Shareholders expected to flesh out their concerns over the way bust firm was being run
The MPs running the parliamentary inquiry into Carillion will question the failed contractor’s major investors about its collapse next week.
Senior figures from Kilteran Partners, Aberdeen Standard Investments and Blackrock are set to face the joint inquiry, which is being co-chaired by Labour’s Frank Field and Rachel Reeves (pictured).
In a written submission to the inquiry, Kiltearn Partners, who at one stage held 10% of Carillion’s stock, said “there are clear grounds for an investigation into whether Carillion’s management knew, or should have known, about the need for a £845m provision due to receivables on its construction business earlier than July 2017”.
Last July, Carillion announced an £845m writedown on problem contracts which the hearing has already been told had to be revised up from £695m by interim chief executive Keith Cochrane just 24 hours before it was announced.
Kiltearn also said if Carillion had not gone into liquidation, it would have “considered participation in civil legal action against Carillion with a view to recovering a proportion of its clients’ crystalised losses”.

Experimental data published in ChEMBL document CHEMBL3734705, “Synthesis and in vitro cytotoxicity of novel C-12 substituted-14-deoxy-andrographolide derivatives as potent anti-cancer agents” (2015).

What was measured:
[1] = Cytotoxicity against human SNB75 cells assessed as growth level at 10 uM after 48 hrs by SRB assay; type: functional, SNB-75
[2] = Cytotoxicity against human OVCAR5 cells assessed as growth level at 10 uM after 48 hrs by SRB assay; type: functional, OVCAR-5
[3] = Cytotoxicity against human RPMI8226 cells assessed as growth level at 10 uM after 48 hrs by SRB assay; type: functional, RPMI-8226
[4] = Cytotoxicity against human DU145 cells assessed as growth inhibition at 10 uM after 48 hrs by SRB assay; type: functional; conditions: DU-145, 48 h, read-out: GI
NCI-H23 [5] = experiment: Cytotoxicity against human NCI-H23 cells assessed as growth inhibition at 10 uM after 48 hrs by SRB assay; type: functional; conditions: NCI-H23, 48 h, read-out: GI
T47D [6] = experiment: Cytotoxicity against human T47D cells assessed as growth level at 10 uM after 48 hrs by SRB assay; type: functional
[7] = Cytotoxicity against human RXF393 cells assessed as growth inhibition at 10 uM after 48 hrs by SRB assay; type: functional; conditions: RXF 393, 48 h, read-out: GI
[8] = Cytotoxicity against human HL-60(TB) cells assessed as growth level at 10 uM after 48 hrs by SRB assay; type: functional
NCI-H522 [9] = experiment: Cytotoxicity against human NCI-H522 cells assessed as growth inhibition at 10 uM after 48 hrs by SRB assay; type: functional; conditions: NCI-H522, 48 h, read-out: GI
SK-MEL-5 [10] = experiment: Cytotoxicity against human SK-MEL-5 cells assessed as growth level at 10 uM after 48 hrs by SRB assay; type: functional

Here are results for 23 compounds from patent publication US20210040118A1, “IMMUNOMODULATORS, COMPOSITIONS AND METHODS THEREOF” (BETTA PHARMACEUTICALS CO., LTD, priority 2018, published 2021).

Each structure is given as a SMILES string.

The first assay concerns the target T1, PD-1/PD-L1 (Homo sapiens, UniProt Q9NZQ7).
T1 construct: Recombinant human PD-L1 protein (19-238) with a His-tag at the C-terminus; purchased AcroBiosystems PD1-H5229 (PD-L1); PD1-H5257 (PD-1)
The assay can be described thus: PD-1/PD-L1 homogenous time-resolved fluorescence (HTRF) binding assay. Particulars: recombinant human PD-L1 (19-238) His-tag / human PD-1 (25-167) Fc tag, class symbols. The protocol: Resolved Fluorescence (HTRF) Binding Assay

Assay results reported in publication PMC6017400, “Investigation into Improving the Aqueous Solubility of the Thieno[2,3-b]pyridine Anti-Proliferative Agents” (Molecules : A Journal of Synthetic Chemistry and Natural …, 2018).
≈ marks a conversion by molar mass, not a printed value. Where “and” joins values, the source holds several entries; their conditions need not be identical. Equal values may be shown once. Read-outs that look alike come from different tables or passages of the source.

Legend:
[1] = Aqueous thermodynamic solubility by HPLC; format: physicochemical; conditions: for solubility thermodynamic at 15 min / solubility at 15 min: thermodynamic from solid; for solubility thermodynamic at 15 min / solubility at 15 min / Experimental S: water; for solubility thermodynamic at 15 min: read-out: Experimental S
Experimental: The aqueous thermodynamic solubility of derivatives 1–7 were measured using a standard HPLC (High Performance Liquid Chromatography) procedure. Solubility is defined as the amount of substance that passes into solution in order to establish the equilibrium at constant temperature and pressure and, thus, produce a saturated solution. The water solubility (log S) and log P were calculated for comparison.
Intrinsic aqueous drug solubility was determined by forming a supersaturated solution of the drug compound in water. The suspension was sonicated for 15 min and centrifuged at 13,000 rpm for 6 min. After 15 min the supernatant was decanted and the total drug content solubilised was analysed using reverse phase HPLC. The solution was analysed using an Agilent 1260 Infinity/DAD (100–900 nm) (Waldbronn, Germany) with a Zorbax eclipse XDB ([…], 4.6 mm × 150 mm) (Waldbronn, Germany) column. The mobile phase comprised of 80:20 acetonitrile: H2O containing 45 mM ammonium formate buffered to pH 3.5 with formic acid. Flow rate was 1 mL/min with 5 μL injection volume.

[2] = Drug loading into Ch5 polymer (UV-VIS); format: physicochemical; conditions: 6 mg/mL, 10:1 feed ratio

Murdo Murchison, chairman at Kiltearn Partners, will be joined by Euan Stirling, global head of stewardship and ESG investing at Aberdeen Standard Investments. The pair are set to appear next Wednesday along with Amra Bilic, managing director at Blackrock.
In its own written statement Standard Life Aberdeen said it began selling its stake in December 2015 due to concerns about financial management, strategy and corporate governance.
It said it was “felt that management was not giving sufficient weight to the probability that trading may deteriorate further or to the downside risk from this scenario given the high level of debt. The board showed no inclination to drive the management to change.”
Also facing MPs next week will be Ernst & Young partners Andrew Wollaston, Alan Bloom and Lee Watson.
The accountant was called in to assist with a review of Carillion’s finances after last July’s £845m writedown.